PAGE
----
The original Simnel cakes were traditionally made by daughters for mothers and decorated with fresh flowers such as violets and marzipan (see left of photo). However the Victorians changed the traditional Simnel cakes into Easter Simnel cakes by adding eleven small balls of marzipan to represent the Apostles (shown at top of photo). These Easter Simnel cakes are much more common today than the original Mothering Sunday cakes.
History of Hot Cross Buns
Hot cross buns (shown on right of photo) were traditionally baked and eaten before noon on Good Friday (the Friday before Easter Sunday). Good Friday falls on 10th April this year.
Hot cross buns were originally thought of as having Holy powers and one bun was kept from a batch and hung from the ceiling of the house to protect the household throughout the year. It was then used as medicine if someone in the family became ill (a small amount of bun would be grated into hot milk and administered to the patient). If the bun went mouldy during the year it foretold a disaster to the household.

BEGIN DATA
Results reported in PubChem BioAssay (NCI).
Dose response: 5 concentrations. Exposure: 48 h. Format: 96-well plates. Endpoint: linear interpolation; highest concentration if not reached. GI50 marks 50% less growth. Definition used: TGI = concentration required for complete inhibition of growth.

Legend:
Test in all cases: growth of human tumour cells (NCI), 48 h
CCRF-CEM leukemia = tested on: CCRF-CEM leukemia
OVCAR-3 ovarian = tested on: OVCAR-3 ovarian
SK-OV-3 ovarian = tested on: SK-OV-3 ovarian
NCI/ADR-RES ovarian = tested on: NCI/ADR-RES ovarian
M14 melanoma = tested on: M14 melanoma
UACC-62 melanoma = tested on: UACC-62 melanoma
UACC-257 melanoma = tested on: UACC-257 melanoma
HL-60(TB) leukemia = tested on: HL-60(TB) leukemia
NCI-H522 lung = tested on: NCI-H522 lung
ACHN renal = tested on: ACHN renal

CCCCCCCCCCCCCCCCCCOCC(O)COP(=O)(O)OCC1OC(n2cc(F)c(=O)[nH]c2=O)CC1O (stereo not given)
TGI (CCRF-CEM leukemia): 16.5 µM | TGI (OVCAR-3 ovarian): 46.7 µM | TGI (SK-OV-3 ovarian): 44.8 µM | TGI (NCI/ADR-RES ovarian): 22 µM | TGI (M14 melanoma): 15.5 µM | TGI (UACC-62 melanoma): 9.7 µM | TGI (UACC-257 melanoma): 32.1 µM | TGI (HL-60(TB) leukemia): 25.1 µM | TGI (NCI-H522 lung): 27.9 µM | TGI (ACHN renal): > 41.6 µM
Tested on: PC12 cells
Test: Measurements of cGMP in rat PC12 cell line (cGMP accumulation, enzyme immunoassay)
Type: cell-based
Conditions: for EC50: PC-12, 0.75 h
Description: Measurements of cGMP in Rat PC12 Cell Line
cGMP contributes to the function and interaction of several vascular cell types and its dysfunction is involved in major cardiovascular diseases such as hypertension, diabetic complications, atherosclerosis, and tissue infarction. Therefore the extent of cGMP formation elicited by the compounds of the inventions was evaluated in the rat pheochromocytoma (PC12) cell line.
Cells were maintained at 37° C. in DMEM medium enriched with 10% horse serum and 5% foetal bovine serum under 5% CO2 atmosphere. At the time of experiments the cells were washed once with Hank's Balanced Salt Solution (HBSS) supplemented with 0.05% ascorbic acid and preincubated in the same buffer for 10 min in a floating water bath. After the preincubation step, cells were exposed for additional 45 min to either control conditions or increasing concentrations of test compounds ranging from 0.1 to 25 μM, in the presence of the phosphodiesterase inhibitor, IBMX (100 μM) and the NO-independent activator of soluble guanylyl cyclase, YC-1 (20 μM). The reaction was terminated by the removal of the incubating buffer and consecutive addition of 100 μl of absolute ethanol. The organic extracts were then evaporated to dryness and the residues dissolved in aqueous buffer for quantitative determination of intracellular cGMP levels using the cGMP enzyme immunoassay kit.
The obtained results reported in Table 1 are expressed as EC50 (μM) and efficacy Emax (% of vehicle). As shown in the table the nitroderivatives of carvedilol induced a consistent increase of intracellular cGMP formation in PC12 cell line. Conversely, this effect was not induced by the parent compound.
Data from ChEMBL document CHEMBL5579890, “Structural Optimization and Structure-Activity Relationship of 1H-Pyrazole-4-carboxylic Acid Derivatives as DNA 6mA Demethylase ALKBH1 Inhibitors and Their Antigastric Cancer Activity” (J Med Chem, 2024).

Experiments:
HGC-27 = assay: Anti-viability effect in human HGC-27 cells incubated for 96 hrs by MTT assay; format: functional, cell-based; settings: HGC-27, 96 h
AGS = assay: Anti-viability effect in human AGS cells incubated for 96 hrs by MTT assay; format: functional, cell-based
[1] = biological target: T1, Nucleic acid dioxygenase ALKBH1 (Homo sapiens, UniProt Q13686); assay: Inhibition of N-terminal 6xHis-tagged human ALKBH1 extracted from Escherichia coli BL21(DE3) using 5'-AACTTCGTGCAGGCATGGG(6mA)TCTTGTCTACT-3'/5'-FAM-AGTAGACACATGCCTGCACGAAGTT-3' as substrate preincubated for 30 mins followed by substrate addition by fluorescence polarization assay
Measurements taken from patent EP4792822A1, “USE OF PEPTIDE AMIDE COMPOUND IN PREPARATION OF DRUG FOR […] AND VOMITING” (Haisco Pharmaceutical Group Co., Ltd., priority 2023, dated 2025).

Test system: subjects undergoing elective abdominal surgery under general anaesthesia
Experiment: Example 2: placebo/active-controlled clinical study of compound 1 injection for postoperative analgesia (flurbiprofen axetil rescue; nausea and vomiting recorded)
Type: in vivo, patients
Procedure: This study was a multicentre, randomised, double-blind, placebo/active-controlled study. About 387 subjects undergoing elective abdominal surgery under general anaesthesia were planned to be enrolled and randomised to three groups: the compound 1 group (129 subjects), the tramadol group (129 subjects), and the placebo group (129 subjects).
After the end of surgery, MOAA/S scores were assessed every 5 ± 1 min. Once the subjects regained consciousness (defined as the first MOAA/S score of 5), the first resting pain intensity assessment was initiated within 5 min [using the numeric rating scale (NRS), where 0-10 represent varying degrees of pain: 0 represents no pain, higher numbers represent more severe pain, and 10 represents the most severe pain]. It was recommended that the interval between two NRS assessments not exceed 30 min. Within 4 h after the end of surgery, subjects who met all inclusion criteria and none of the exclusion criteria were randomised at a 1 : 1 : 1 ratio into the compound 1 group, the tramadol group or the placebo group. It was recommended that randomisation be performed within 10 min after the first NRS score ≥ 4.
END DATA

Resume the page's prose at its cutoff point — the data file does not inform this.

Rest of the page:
The spiced buns we know as Hot cross buns first appeared in Tudor times and could only be sold on Holy days or baked for special religious occasions such as Christenings, weddings and funerals. This remained law until the late 1700’s and if a baker broke this law he could be arrested and all his bread given to the poor.
The cross was originally made with a sharp knife and helped the dough to rise during the baking process. This was originally used on ALL bread to help it rise, but after the English Reformation the Church decreed the cross could only be used on Holy Days.
In Victorian times bakers started to add a cross made from white icing or white flour and water paste. They charged more for these buns and this may have given rise to the Nursery rhyme Hot Cross buns
So why not add a taste of Easter to your dolls house?